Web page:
Earlier this morning, over our customary breakfast of overnight oats with berries and nut butter and cacao nibs, my dating app boyfriend and I were talking about what free speech means today. I was struggling to think through my own position, given my penchant for at times very vocal online criticism of some of this country’s most powerful people. If not for the First Amendment, I might be targeted for publicly hexing Mark Zuckerberg this often. 


But I recognize that my decision to do said hexing is both 1) punching up and 2) based in fact. I’m not saying anything on this podcast that isn’t the result of my own research and interviews and deep, deep reflection. Because I know my responsibility as someone with a platform.


As my dating app boyfriend pushed me to think about how fraught my relationship with free speech really was...I realized something. Or more accurately, I questioned something that I’ve been unable to stop thinking about since it first crossed my mind: Do I even believe anything anymore, or am I just an amalgamation of the inflammatory hot takes I see online?


The algorithm, which rewards that inflammation and gifts virality to anyone willing to say something outrageous, true or not...that algorithm has shaped us.


CHARLIE: it's hard to articulate how that transforms people, because it transforms everyone a little bit differently, but there's, you know, there's multiple ways to just think about that from the sense of an average person, you know, becoming sort of a creator or a publisher or, you know, a poster. And trying to access that audience in some way, you know, like some people are constantly striving, right? They're just trying to tap the algorithm to, you know, to give it what it wants so that they can gain access to that sort of unprecedented level of virality and audience and attention that pool of attention.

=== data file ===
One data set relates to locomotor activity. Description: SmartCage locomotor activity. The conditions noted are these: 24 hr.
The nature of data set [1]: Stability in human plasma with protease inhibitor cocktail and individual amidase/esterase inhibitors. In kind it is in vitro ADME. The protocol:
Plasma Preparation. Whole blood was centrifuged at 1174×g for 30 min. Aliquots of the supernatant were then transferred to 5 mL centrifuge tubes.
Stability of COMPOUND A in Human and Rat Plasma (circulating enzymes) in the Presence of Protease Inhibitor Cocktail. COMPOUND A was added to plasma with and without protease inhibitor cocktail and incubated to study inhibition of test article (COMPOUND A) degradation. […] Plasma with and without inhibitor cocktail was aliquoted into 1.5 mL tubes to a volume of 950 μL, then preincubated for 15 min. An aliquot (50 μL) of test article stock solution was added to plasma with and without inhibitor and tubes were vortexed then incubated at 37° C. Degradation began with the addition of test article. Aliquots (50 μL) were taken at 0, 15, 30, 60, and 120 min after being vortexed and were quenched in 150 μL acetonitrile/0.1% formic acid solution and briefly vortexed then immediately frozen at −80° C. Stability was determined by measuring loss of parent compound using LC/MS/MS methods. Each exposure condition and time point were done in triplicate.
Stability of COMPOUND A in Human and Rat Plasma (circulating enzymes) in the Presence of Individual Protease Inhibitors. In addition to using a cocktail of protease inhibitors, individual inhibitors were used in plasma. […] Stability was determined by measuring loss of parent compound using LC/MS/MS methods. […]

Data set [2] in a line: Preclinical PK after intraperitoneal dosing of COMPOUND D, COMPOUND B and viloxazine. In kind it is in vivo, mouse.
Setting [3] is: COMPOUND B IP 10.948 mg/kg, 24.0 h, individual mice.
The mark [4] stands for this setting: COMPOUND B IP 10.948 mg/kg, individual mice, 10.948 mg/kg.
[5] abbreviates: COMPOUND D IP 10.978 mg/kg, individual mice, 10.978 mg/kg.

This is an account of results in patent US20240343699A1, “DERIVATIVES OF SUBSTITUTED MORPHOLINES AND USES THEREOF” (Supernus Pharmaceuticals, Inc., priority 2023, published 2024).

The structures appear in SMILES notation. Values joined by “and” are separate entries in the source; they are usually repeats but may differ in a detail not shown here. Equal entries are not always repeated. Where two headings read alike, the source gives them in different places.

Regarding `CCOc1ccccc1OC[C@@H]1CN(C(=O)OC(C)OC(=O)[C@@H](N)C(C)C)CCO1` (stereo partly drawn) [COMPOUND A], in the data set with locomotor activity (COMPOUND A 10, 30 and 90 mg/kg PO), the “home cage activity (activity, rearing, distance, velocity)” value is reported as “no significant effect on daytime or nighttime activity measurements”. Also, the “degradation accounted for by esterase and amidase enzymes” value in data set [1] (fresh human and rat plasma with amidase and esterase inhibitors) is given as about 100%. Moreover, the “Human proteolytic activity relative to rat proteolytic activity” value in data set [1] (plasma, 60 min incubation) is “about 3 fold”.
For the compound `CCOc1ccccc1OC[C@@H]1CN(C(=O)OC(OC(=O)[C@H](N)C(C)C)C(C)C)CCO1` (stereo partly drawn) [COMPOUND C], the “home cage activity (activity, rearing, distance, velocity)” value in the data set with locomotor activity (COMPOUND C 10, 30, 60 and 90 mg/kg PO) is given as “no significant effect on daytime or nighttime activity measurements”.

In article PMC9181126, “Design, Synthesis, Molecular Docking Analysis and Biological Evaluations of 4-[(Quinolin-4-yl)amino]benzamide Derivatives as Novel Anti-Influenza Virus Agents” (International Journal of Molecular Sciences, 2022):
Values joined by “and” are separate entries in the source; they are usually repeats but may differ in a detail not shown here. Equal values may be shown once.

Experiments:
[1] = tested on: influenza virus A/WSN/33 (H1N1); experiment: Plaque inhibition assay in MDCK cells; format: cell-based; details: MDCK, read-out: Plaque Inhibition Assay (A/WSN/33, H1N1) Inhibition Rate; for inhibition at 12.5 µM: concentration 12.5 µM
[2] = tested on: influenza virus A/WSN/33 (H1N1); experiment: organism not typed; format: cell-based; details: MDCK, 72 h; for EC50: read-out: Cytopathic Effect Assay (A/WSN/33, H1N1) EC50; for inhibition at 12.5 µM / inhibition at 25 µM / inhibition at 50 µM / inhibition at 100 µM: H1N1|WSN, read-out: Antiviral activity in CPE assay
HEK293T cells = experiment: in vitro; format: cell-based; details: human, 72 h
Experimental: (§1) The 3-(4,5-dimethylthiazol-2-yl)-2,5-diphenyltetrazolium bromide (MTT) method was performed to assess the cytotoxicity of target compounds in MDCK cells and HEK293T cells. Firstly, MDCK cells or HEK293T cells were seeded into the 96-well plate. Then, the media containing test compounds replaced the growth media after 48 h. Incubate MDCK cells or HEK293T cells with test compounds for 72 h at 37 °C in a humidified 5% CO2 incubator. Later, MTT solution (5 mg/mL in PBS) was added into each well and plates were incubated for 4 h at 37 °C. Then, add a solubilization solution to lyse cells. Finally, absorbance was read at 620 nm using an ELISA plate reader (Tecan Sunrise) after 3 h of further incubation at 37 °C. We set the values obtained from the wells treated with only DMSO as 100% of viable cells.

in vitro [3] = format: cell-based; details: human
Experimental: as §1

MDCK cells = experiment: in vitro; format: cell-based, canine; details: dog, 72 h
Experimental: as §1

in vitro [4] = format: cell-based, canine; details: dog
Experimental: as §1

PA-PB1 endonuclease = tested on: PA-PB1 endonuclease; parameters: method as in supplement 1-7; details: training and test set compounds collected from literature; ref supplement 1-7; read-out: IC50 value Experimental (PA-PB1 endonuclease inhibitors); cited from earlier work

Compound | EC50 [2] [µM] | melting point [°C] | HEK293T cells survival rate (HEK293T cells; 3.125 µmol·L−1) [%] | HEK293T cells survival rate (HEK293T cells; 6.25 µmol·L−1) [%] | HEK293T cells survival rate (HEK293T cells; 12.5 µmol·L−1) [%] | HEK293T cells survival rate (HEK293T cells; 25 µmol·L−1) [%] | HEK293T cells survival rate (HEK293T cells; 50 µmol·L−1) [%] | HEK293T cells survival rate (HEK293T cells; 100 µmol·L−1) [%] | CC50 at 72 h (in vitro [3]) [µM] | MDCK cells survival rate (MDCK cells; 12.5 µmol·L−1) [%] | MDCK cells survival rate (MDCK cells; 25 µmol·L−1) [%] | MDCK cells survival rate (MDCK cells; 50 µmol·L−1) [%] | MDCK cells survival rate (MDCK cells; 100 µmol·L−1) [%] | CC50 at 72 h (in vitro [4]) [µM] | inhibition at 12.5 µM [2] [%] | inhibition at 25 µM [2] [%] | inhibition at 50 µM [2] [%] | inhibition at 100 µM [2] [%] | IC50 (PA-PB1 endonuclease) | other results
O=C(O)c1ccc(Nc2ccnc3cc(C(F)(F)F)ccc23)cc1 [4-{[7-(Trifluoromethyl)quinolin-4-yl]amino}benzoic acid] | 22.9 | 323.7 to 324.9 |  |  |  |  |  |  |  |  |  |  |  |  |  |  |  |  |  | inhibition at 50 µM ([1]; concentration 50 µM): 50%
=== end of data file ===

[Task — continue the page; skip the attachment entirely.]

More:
As our internet selves and our real life selves become one in the same every day...we’re as much products of these algorithms as the algorithms are products of us. We’ve always liked inflammatory speech—I mean, talking shit is fun and gossip spreading like wildfire is a thing for a reason. But in the era of these massive dopamine rushes every time something you do takes off online, I wonder if we’re leaning too heavily into inflammation—are we spewing hot takes just for the sake of it?




I don’t think so, at least not all of us. But it’s an important idea to note: The internet and the platforms that make it up are inextricably linked to us. To ourselves. As we’ve talked about before, it’s really hard to not be online. The influence of our online existence is heavy on our real world selves.


CHARLIE: we have to sort of, you know, will these. A little bit into, you know, into being in the way that we want. We want them to be. Um, we are, you know, ultimately sending lots of signals, uh, to these platforms, you know, all of us about what we like and dislike. Um, and, and, you know, I think a lot of times we're sending, we're sending signals that, you know, ultimately make us a little bit miserable.